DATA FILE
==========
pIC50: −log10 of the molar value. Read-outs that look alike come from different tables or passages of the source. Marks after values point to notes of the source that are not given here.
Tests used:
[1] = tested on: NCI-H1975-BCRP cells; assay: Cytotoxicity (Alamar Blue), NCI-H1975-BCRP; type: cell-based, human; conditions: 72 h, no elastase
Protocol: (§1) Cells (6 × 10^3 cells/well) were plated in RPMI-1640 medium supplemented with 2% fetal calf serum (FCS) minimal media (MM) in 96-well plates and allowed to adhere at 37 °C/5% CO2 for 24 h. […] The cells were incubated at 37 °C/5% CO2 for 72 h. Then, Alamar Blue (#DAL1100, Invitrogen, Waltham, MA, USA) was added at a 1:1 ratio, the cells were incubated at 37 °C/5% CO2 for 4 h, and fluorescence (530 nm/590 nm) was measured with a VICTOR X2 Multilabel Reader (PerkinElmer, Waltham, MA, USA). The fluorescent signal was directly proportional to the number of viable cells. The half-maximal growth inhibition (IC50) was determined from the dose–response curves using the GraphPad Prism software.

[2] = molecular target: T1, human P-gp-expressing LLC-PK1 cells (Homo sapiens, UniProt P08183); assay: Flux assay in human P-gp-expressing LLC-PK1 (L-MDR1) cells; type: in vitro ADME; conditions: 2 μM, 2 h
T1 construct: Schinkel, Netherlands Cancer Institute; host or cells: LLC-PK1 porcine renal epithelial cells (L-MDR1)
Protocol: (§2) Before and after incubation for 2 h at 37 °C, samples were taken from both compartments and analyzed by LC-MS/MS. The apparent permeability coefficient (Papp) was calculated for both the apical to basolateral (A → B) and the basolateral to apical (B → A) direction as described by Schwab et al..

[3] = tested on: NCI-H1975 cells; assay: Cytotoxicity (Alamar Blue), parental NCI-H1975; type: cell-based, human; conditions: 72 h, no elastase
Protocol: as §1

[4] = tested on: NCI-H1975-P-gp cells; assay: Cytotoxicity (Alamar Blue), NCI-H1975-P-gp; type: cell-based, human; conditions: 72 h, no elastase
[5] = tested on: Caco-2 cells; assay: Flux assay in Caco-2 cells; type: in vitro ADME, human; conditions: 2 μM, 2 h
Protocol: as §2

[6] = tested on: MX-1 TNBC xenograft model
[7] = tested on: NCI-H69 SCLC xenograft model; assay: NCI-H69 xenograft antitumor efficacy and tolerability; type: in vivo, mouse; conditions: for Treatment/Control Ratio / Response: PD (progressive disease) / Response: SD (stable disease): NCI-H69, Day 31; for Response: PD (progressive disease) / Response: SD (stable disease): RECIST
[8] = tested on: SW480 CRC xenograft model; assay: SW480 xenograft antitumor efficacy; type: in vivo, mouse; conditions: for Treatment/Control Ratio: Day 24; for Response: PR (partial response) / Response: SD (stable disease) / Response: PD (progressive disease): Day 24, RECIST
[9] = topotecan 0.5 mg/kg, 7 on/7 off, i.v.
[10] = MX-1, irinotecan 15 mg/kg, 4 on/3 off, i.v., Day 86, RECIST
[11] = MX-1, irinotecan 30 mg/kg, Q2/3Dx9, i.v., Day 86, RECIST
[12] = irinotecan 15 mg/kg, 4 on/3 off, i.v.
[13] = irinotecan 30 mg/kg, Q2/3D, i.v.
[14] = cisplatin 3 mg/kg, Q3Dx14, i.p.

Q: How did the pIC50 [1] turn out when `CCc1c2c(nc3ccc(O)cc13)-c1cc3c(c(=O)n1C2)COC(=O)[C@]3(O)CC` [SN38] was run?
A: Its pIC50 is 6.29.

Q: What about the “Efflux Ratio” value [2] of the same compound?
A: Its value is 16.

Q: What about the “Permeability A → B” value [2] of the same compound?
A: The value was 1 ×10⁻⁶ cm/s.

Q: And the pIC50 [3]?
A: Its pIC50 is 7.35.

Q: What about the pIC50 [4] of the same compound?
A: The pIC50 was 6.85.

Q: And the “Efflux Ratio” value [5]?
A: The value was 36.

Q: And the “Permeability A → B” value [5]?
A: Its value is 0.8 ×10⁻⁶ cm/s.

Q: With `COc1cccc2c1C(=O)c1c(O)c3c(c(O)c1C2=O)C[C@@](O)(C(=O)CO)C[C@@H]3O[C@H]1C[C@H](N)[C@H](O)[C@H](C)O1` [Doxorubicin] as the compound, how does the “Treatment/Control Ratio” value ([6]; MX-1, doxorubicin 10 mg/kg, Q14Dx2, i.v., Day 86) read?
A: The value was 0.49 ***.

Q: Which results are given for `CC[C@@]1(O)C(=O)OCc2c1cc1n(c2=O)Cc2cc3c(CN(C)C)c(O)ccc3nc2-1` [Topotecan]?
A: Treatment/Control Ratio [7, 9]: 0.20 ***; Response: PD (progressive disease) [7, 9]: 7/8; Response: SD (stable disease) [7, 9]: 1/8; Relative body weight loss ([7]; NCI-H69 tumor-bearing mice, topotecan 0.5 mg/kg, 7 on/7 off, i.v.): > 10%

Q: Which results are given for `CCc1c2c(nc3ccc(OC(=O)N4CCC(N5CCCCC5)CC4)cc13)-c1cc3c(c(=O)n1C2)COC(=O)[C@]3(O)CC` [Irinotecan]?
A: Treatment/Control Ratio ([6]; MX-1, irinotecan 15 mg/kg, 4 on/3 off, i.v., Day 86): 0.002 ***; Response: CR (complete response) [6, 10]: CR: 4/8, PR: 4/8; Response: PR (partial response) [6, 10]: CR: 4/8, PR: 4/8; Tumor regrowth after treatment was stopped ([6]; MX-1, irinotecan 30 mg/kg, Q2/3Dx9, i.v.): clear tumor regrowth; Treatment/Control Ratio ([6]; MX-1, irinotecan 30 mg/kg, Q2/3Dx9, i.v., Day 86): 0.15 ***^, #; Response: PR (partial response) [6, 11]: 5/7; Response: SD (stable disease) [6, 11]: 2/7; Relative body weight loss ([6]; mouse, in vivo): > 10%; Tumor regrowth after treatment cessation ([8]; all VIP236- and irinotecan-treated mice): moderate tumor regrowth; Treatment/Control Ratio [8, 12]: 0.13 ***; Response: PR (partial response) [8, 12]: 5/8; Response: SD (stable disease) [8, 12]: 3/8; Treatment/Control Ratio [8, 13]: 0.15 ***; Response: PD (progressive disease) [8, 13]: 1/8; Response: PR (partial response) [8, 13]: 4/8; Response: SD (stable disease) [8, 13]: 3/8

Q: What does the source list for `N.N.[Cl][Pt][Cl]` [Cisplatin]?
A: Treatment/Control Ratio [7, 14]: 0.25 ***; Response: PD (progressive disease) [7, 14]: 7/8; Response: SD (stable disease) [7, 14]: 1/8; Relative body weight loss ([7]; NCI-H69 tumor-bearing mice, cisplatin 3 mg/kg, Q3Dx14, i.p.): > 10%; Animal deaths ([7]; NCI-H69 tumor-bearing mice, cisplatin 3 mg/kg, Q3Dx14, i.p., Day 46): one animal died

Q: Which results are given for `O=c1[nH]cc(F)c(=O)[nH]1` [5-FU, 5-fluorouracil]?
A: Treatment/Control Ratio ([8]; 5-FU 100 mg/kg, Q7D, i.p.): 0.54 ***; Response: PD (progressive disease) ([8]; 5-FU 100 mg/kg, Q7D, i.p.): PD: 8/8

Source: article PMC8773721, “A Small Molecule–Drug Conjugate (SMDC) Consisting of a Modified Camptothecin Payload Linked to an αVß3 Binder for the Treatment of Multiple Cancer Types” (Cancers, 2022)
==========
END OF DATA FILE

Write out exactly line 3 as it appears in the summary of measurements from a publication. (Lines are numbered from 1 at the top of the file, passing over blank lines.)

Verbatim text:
[1] = tested on: NCI-H1975-BCRP cells; assay: Cytotoxicity (Alamar Blue), NCI-H1975-BCRP; type: cell-based, human; conditions: 72 h, no elastase